The vengeful and spiteful often turn into the very things they seek to destroy. They pay no mind to the expression ‘Holding onto anger is like drinking poison and expecting the other person to die,’ and go straight for whatever option justifies their twisted sense of justice. Revenge has long been a favorite subject among storytellers and occupies many classic works. And with Ringing Bell (Chirin no Suzu), its ominous presence lurks in practically every scene.
The short film is less of a children’s fable and more of a ghost story that reads like tragedy. Chirin the lamb starts out living the idyllic life, eating grass and playing with the other lambs in the emerald-green pastures. All of that comes to a screeching halt when the wolf Woe swoops down from the mountain to devour as many sheep as he possibly can, including Chirin’s dear mother. This incident destroys Chirin’s sense of innocence as he declares revenge and decides to become as strong and powerful as Woe. He travels to the mountain and trains with his enemy, not letting Woe know his true intentions: that he plans to kill him when he finally reaches his potential.
A scene that best represents Ringing Bell’s theme of revenge and its consequences is the training montage between Chirin and Woe. This comes towards the end of the movie’s second act, where we see Chirin’s transformation from vulnerable lamb to killing machine. It is with this that Chirin earns a reputation as a bloodthirsty killer. In a lot of movies and anime, training sequences are supposed to inspire hope and empowerment. In Ringing Bell, it only inspires fear and pity. Chirin’s monstrous metamorphosis is a telltale sign that things can only end tragically. And they do.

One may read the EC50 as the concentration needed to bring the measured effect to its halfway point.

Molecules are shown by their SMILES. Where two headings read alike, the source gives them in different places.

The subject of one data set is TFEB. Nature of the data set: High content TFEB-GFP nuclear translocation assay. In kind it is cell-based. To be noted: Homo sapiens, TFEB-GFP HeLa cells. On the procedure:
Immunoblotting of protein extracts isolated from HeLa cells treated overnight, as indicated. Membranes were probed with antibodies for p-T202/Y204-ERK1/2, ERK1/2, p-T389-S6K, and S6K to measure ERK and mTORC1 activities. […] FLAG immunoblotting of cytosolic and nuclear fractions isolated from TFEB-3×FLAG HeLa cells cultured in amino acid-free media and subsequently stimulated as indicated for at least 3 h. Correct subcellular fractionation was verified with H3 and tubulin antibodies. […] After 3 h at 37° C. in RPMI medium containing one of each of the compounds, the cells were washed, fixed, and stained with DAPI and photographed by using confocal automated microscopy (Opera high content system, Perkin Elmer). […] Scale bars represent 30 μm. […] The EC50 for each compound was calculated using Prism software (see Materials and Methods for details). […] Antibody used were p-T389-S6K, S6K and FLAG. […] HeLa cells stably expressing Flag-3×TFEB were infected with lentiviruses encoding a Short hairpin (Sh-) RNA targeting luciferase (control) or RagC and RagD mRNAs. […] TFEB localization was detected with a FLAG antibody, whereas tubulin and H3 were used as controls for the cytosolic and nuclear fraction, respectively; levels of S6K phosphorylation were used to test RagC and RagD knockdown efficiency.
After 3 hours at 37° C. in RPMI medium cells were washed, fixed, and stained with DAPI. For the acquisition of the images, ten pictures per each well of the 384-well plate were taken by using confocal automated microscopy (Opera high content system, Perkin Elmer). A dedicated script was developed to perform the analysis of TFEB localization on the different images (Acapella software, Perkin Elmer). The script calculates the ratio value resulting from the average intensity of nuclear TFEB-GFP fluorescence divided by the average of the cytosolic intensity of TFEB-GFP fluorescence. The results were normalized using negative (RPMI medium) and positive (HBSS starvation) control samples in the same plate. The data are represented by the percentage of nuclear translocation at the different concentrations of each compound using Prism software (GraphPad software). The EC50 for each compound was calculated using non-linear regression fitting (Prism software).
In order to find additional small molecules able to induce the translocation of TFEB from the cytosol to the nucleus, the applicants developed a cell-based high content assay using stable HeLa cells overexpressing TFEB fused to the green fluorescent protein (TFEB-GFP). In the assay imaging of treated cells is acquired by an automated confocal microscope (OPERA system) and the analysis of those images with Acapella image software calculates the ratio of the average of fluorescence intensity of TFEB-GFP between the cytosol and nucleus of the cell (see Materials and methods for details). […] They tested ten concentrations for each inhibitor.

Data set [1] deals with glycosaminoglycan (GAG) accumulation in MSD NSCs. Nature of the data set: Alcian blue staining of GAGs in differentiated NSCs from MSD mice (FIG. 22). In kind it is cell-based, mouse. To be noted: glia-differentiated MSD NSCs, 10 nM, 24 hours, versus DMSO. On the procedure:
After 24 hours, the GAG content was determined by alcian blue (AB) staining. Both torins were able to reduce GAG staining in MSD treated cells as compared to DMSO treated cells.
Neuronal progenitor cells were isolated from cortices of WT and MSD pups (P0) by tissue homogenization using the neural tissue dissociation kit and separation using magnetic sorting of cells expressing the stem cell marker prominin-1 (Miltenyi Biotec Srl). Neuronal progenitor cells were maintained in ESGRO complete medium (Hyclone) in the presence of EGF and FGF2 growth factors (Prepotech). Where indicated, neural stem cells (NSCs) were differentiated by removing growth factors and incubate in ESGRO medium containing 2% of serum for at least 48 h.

Ringing Bell was released in 1978 by Sanrio, and is the most mature thing they had made until Aggretsuko four decades later. It’s also the dreariest thing we’ve ever seen by them. Forty-two years after its release, it still comes off as a shock that the Hello Kitty people could whip up something this bleak and have the gall to label it as children’s entertainment. Online Internet forums have created the myth that it was banned in some countries for its violent imagery, and while that rumor has remained unsubstantiated, it’s understandable why people would believe it. One quick cursory glance at the movie indicates that its fluffy poster is a bait-and-switch for something guaranteed to induce childhood trauma.
The movie was based on the picture book by Takashi Yanase, famous for his Anpanman children’s superhero book series. Yanase’s story was definitely a dark turn for him, but paled in comparison to its eventual anime adaptation. What was just a series of minimalist sketches hung together by a simple but brooding plot was transformed from the inside-out into something leagues more demented than Yanase ever intended. The scenery and animation look like the more haunting scenes from old Disney movies, but cranked up to a psychotic eleven. Chirin and Woe’s character arcs are more melancholy than their literary counterparts, and look way grizzlier and demented too. On top of that, the film score sounds like a funeral dirge, adding plenty of emotional weight to the film’s tragedy.